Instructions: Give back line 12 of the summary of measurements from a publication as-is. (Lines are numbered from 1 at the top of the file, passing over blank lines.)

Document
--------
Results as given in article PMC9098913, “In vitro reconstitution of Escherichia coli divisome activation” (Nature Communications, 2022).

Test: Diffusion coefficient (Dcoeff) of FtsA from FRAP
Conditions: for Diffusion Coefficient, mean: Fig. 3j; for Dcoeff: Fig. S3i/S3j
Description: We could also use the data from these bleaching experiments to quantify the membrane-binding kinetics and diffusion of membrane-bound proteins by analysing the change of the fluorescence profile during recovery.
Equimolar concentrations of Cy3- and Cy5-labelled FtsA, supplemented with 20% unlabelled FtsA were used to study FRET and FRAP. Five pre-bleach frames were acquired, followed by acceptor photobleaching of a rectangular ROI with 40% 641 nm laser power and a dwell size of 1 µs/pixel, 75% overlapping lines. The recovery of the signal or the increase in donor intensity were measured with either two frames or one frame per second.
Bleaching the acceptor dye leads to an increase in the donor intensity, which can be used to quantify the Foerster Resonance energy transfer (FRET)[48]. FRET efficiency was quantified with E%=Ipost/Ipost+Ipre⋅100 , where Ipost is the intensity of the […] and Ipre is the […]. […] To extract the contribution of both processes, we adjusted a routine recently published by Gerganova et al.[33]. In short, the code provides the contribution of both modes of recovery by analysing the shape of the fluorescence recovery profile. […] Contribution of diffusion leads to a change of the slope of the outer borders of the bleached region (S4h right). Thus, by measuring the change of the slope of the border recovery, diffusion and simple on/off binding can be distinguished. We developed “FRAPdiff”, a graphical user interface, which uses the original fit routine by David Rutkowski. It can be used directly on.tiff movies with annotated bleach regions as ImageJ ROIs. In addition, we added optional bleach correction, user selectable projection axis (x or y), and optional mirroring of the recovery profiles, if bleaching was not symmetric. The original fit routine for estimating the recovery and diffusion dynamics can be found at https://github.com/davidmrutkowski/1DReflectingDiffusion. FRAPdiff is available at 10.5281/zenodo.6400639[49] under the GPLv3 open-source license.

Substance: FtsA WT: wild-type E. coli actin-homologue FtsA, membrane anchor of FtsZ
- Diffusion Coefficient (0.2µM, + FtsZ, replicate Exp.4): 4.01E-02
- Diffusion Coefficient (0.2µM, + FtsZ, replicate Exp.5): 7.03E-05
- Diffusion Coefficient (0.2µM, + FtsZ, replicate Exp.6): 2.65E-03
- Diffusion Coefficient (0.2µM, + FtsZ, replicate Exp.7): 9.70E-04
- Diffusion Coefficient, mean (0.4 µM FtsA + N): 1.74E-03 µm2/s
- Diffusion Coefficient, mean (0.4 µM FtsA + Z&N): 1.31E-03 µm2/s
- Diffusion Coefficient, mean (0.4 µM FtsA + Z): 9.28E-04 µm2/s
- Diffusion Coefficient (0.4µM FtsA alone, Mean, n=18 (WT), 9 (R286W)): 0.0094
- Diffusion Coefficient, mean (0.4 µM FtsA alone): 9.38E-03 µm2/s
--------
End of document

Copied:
- Diffusion Coefficient, mean (0.4 µM FtsA + N): 1.74E-03 µm2/s